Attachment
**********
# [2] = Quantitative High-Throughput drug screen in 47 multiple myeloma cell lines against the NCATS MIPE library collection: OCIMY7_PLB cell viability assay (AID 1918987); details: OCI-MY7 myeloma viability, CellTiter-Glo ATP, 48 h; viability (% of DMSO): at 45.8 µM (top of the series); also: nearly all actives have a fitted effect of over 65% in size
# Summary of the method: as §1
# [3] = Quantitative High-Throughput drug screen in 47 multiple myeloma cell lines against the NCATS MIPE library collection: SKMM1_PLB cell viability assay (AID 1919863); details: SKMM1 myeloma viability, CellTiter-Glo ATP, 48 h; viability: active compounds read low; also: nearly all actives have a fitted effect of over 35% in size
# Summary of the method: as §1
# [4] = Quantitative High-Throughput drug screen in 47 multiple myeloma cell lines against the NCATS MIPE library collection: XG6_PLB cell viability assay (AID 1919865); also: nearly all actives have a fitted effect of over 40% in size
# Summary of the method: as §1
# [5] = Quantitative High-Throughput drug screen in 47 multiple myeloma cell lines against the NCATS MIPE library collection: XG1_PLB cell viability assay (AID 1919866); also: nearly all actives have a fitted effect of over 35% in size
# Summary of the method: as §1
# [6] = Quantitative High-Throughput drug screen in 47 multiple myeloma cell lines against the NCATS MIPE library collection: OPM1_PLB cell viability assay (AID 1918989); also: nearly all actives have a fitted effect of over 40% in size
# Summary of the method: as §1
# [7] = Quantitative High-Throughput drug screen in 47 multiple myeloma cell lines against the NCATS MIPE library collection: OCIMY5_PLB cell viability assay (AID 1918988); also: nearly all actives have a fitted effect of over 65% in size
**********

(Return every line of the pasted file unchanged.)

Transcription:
# [2] = Quantitative High-Throughput drug screen in 47 multiple myeloma cell lines against the NCATS MIPE library collection: OCIMY7_PLB cell viability assay (AID 1918987); details: OCI-MY7 myeloma viability, CellTiter-Glo ATP, 48 h; viability (% of DMSO): at 45.8 µM (top of the series); also: nearly all actives have a fitted effect of over 65% in size
# Summary of the method: as §1
# [3] = Quantitative High-Throughput drug screen in 47 multiple myeloma cell lines against the NCATS MIPE library collection: SKMM1_PLB cell viability assay (AID 1919863); details: SKMM1 myeloma viability, CellTiter-Glo ATP, 48 h; viability: active compounds read low; also: nearly all actives have a fitted effect of over 35% in size
# Summary of the method: as §1
# [4] = Quantitative High-Throughput drug screen in 47 multiple myeloma cell lines against the NCATS MIPE library collection: XG6_PLB cell viability assay (AID 1919865); also: nearly all actives have a fitted effect of over 40% in size
# Summary of the method: as §1
# [5] = Quantitative High-Throughput drug screen in 47 multiple myeloma cell lines against the NCATS MIPE library collection: XG1_PLB cell viability assay (AID 1919866); also: nearly all actives have a fitted effect of over 35% in size
# Summary of the method: as §1
# [6] = Quantitative High-Throughput drug screen in 47 multiple myeloma cell lines against the NCATS MIPE library collection: OPM1_PLB cell viability assay (AID 1918989); also: nearly all actives have a fitted effect of over 40% in size
# Summary of the method: as §1
# [7] = Quantitative High-Throughput drug screen in 47 multiple myeloma cell lines against the NCATS MIPE library collection: OCIMY5_PLB cell viability assay (AID 1918988); also: nearly all actives have a fitted effect of over 65% in size